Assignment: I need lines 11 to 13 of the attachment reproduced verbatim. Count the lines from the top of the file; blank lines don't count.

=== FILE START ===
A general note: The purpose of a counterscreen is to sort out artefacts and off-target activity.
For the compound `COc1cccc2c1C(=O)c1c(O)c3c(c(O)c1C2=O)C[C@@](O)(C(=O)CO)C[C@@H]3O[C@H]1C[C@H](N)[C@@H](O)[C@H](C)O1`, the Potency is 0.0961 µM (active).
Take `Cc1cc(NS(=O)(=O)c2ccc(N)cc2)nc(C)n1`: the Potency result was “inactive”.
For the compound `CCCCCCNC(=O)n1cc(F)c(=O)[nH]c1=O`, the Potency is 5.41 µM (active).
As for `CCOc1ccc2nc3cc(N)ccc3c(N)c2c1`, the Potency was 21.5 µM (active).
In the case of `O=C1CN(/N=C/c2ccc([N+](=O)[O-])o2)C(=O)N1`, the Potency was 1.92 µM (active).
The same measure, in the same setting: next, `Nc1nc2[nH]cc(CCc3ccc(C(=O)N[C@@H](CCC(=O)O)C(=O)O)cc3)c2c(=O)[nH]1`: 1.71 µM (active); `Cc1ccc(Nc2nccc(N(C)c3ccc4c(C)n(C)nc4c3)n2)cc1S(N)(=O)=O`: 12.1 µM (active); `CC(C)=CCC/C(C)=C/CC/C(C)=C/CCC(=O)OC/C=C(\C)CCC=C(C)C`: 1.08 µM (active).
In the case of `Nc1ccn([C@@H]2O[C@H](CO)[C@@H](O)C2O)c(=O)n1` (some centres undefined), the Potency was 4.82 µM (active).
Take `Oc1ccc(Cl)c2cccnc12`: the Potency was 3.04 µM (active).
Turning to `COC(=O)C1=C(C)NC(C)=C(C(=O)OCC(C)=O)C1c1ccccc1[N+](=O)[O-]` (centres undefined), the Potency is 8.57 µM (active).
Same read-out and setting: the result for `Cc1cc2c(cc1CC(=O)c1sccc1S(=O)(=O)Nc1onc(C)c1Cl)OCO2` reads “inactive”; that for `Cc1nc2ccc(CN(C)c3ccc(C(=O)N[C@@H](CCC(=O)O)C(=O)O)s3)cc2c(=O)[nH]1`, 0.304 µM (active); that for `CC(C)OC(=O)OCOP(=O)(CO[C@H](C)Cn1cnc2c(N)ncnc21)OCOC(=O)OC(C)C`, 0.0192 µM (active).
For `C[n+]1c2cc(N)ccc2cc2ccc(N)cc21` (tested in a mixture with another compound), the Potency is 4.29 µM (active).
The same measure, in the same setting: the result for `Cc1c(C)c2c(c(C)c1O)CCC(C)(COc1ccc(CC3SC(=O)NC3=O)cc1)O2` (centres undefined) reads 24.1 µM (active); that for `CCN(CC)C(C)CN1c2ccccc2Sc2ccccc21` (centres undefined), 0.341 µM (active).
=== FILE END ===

Same read-out and setting: the result for `Cc1cc2c(cc1CC(=O)c1sccc1S(=O)(=O)Nc1onc(C)c1Cl)OCO2` reads “inactive”; that for `Cc1nc2ccc(CN(C)c3ccc(C(=O)N[C@@H](CCC(=O)O)C(=O)O)s3)cc2c(=O)[nH]1`, 0.304 µM (active); that for `CC(C)OC(=O)OCOP(=O)(CO[C@H](C)Cn1cnc2c(N)ncnc21)OCOC(=O)OC(C)C`, 0.0192 µM (active).
For `C[n+]1c2cc(N)ccc2cc2ccc(N)cc21` (tested in a mixture with another compound), the Potency is 4.29 µM (active).
The same measure, in the same setting: the result for `Cc1c(C)c2c(c(C)c1O)CCC(C)(COc1ccc(CC3SC(=O)NC3=O)cc1)O2` (centres undefined) reads 24.1 µM (active); that for `CCN(CC)C(C)CN1c2ccccc2Sc2ccccc21` (centres undefined), 0.341 µM (active).